In particular there's one lead early in the record (might be Rose Tatoo, I'll double check) that's all way up on the finger board and pretty abstract. It just didn't sound like Todd to me. Of course, you could be 100% right - but that is, in part, what prompted the question. Todd's a great player and I love listening to his leads, but this record sounded (to me, anyway) like someone else (maybe Admiral Television, whoever that might be) contributed some very quirky lead work.
i was intrigued enough by this whodunit to pull out the record and listen to it for clues. my best guess:
1. it's not tom verlaine, since (as per hudu) he the record predated his notoriety and, above all, nothing on the record sounds like him.
2. likewise fripp--just doesn't sound like him
3. i actually didn't hear a lot of samples or treated guitars, so the actual tv theory probably doesn't hold up.
4. todd's clearly playing some of the leads, but someone a helluva lot faster and more nimble than him is playing on "johnny gore", "70's scenario" et al;
5. rick deringer's a damn good guess--it would be logical for him to use a pseudonym, since he was on a different label with edgar winter, who was a big act at the same time as war babies was released. he also subsequently played on a couple of todd's records. most significantly, it sure sounds a lot like his style--listen to his solos on alice cooper's "under my wheels" or "rock and roll woman" (edgar winter).
someone ought to ask daryl hall to confirm; i believe he's quite approachable.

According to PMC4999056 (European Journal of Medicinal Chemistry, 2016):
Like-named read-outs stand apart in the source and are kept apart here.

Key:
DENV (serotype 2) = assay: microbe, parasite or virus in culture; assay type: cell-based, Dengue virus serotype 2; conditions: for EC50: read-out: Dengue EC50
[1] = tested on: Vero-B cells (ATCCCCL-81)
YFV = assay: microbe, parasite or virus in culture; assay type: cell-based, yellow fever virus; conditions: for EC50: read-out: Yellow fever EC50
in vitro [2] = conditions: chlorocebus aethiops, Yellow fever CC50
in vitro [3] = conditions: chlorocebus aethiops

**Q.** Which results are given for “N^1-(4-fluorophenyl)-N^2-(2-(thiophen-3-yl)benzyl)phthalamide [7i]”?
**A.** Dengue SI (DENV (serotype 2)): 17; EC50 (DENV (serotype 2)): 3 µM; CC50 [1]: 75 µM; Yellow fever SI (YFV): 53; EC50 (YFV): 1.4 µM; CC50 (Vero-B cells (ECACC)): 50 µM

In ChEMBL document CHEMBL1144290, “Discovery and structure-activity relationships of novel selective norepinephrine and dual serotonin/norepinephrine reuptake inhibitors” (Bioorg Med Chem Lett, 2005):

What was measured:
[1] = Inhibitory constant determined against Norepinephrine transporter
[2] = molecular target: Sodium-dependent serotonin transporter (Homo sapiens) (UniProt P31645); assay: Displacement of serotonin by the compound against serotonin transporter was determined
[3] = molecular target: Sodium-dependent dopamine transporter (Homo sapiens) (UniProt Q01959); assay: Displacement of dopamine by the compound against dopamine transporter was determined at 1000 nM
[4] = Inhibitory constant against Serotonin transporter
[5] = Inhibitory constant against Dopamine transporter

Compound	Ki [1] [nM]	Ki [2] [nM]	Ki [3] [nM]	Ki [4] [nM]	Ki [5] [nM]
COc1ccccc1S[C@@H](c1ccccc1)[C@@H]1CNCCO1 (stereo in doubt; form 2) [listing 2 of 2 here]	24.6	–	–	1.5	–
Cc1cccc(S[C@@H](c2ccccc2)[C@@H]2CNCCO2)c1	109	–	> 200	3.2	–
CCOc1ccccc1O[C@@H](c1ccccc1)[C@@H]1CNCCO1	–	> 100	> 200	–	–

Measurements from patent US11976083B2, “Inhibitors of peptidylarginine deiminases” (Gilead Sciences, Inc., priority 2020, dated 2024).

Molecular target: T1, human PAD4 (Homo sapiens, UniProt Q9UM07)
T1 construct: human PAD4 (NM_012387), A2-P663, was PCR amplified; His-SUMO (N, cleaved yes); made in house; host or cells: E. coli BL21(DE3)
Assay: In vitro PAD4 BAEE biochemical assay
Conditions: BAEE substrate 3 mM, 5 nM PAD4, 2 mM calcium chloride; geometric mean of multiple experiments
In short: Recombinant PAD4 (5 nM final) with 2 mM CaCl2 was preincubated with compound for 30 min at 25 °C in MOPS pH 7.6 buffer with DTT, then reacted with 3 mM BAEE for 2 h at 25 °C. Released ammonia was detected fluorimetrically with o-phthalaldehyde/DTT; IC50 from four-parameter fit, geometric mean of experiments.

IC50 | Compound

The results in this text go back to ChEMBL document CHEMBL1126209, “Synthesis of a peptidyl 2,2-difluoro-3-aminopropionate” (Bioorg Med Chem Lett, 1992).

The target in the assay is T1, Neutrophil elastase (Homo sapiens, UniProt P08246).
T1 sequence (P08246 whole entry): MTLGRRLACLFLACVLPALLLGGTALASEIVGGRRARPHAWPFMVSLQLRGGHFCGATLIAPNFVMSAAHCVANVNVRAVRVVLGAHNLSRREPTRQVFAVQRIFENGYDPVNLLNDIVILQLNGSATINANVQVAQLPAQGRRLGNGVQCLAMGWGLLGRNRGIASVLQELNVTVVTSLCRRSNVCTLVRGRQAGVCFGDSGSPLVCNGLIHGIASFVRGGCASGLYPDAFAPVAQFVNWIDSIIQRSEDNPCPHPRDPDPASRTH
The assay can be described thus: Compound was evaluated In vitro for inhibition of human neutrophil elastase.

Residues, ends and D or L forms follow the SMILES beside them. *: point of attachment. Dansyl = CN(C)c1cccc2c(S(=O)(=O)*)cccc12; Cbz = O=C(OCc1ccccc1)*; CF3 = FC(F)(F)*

No answer on the e-mail yet, but my guitar teacher had an interesting guess after I played a "70's Scenario" YouTube video for him. He agreed that it didn't sound like Todd and he also thought that both Derringer or Fripp were unlikely. He couldn't speak to Verlaine or Lloyd.
His first thought was Terry Kath of Chicago. I thought he had a point and that it was a good fit stylistically, but he wasn't about to put any money on it, either.
The mystery continues.
I just fired up Showbiz Kids and I definitely see your point.
I always assumed that that was Larry Carlton on guitar. Oddly enough, Carlton was another name that came up when I played this "whodunnit" game with my instructor.
I'll keep workin' it with the e-mail machine, but I think you might have nailed it.
Rick Derringer wouldn't surprise me. He was playing with Johnny Winter up until Winter got a bit heavy into heroin and disappeared from '72 -'73. The bass player for Hall and Oates in 1974 was Kenny Aaronson. After Kenny's stint with Hall and Oates, he moved to another band but ended up playing for Rick Derringer two years later. Derringer was in NYC in 1973 as he was from Ohio (gotta leave) and he performed for Donald Fagen and Walter Becker on Steely Dan's 'Show Biz Kids'. Kenny Aaronson the bass player was born and raised in Brooklyn and was the up and coming bass player in the New York scene. War Babies was recorded in New York. You guys are very close or you probably nailed it with Derringer. I would look to Kenny Aaronson forthe answer. He probably knows and he might more approachable than Daryl.